"I - …I - just feel dead inside…" I mustered, glaring through tears at the invisible Something that made me feel ridiculous and out of my right mind and petty. I thought of all the girls in the world who would look at my life and think it was heaven. I looked around at our house, with bookshelves we'd bought with his hard earned money, the rug, the old hand-me-down couches that have seated many a person we loved. There was the little table, given to us by dear friends all the way from Georgia, and there, the twinkle lights and photos and paintings and lamps - all the collage of things we've added that have made our little house more of a home. It is luxurious - not all the nicest things - but they are used and comfortable and - they're ours. I thought of how many people in the world now are hurting, suffering with real issues to shed tears over, and they bear it all bravely while I'm here holding a beautiful healthy baby, sitting on a comfortable (free) couch by a tall, handsome Texan with the kindest heart on the earth and I'm crying???
He reached a hand over and took mine, then asked about a trip. He said he'd work hard and take me to a church meeting in Memphis that weekend, 15 hours away from where we live, if I wanted to go. He wanted to. He would. I needed it. And he did. Driving hard during the day after work and late that night, and then some the next day, we got there. I've grown up going to this event. My family and core group of closest friends attend this event. Besides that, and the more important thing - though we don't always act like it's so - is the Spiritual aspect. Since having Bella Rose I'd missed four Sundays and at least that many Wednesday night services. My heart was dry and brittle and my insides raw from whatever eats at me when I'm not close to my Life - Source as I should be.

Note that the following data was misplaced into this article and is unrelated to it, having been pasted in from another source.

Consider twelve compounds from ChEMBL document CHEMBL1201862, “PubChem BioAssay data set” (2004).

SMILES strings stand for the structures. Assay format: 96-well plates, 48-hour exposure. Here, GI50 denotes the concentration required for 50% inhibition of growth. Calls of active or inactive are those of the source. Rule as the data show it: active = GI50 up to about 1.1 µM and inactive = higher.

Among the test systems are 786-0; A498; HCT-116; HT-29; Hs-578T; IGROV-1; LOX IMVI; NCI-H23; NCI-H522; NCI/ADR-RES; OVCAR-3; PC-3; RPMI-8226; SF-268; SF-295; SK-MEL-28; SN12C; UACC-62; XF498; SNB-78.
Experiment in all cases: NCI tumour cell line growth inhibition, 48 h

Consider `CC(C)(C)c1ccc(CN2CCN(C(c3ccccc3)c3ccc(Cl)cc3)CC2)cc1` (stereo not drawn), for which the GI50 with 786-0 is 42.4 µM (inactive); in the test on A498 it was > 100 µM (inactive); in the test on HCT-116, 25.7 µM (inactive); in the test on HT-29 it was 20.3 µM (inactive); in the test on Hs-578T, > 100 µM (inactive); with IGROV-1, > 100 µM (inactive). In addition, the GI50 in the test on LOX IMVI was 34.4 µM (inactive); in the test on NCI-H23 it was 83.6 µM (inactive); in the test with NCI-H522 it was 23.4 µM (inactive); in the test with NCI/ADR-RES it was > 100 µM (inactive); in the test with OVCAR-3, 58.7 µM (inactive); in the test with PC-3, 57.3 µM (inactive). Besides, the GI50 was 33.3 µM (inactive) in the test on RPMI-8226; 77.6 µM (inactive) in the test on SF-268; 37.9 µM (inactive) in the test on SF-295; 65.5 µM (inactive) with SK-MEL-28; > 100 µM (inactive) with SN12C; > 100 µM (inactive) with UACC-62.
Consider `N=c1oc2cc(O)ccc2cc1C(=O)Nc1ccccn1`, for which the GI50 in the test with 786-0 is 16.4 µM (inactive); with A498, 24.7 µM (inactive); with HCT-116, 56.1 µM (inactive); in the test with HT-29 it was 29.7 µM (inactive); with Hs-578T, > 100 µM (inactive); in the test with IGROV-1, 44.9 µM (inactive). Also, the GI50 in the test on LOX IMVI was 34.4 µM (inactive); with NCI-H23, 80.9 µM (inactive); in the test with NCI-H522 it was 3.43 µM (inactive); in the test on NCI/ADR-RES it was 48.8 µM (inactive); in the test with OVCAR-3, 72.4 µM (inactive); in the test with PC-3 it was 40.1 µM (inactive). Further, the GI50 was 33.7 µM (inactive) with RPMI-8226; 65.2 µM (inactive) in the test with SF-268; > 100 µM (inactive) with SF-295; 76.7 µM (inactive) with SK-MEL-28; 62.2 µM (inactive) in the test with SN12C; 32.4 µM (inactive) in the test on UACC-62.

I'm not dumb enough to think I don't need God for a full life. But if I were as cool as I used to think I wanted to be, I'd say I don't need people to be happy or full or inspired. That I could be one of those who seems to draw happiness and motivation from themselves. But I'm not. And honestly I don't want to be, because people are fascinating, with much to offer and to learn from. Visiting with my friends, hearing 6 sermons in three days, watching my family with Bella Rose and seeing my Grandmama, brothers and baby sister meet her for the first time - it all filled up an ache in my heart, so much so that days after I'm still experiencing the warmth of it. Still smiling over words exchanged, over memories fringed with wistful fragrance and still learning about growing as a person from my time there. When it comes down to it, I have to admit I'm a needy person. Needy of God and people and reminders of the very stuff I know, because I tend to forget it.